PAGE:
When we propose new wind energy projects, people have a lot of questions. It’s a new technology, and local residents want to be sure that important issues are tackled properly. A site like Pen y Cymoedd in construction is chance for us to share our work with you, and show how these issues are dealt with in a real life context. In this “Focus On” blog section this is exactly what we will try and do, by delving into a little more detail on key issues. Today, it’s water quality monitoring.
Turbidity – what is it?
Turbidity is a word that refers to cloudiness in water, and it is created by the presence of suspended particles of silt, clay and other particulate materials. It is an important measurement in monitoring water quality onsite, and we have six monitoring stations across our working area that take continuous recordings.
Rain and turbidity
Rainfall is a key influence on turbidity so when we test and monitor, site specific rainfall data is used to understand the data. High rainfall will generally correlate with high turbidity, but high turbidity with low rainfall will warrant further investigation to establish where the sediment has come from. Construction activities; felling operations and historic mining works are all potential sources.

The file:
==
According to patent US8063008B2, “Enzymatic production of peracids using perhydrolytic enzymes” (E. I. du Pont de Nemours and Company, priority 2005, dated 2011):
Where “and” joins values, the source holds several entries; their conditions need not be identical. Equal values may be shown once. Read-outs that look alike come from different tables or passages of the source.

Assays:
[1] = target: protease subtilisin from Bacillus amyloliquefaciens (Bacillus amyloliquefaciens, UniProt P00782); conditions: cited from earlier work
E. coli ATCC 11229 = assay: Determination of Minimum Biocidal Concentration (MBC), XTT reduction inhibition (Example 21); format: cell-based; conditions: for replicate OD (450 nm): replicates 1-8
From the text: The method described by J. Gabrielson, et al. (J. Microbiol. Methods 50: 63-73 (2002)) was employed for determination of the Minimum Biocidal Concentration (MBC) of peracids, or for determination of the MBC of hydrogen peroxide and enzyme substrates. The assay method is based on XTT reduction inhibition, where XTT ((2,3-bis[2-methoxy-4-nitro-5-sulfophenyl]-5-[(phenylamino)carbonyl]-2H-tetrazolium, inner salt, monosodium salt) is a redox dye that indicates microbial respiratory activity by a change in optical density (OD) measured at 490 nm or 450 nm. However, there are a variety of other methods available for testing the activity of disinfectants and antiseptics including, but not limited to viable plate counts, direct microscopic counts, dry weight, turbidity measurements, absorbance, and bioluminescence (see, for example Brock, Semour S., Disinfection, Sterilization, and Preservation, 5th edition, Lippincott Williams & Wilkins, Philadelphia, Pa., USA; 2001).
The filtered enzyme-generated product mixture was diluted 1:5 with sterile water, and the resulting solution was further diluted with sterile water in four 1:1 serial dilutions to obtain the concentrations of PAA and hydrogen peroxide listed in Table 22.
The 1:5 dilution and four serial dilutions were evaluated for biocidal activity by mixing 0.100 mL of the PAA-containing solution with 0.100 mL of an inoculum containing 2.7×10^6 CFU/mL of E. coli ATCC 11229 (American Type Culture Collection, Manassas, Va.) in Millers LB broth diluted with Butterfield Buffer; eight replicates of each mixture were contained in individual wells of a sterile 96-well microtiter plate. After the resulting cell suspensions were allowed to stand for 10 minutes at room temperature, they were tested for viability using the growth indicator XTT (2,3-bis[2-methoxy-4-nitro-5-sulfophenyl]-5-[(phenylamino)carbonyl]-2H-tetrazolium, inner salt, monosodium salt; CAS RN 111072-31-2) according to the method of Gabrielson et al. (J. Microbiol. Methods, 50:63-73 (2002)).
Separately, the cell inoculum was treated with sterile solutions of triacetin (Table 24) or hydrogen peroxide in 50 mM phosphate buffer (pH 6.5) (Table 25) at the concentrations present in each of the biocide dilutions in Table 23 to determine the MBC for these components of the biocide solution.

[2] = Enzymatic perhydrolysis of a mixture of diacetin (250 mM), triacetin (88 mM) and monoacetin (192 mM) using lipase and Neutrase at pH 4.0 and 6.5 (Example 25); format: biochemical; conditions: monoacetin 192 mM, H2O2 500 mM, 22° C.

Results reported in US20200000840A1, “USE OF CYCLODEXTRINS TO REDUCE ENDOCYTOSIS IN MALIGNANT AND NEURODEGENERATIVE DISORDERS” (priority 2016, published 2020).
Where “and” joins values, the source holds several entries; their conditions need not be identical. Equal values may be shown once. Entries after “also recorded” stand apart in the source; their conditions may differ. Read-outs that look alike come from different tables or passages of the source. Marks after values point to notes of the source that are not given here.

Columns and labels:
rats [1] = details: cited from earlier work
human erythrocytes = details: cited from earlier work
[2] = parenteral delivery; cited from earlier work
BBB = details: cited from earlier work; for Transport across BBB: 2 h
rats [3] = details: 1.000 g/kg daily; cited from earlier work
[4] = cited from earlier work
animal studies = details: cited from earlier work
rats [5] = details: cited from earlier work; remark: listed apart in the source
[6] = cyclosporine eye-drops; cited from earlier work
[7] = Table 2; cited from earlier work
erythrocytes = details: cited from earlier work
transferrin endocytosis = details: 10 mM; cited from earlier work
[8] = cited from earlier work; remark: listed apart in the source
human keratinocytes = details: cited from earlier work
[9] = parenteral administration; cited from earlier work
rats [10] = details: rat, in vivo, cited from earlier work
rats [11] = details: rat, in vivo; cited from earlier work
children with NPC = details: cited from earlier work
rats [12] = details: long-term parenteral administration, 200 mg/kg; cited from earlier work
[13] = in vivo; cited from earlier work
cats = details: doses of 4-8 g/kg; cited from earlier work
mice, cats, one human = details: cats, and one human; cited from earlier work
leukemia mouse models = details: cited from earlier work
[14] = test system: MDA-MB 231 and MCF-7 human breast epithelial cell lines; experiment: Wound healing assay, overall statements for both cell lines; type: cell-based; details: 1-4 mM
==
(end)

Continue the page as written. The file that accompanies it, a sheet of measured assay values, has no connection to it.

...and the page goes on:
What else is monitored?
As well as Turbidity, Electrical Conductivity and Fluorescent Dissolved Organic Matter (fDOM) are also continually being monitored. Acreoss the site, monthly water samples are also collected and sent to a local laboratory for analysis and to cross reference with the continuous monitoring.
Visual checks of on-site drainage features and mitigation measures are, as a minimum, done daily to make sure any issues are reported and dealt with quickly if needed.
The next “Focus On” will look at construction of foundations in detail and some of the testing that is completed….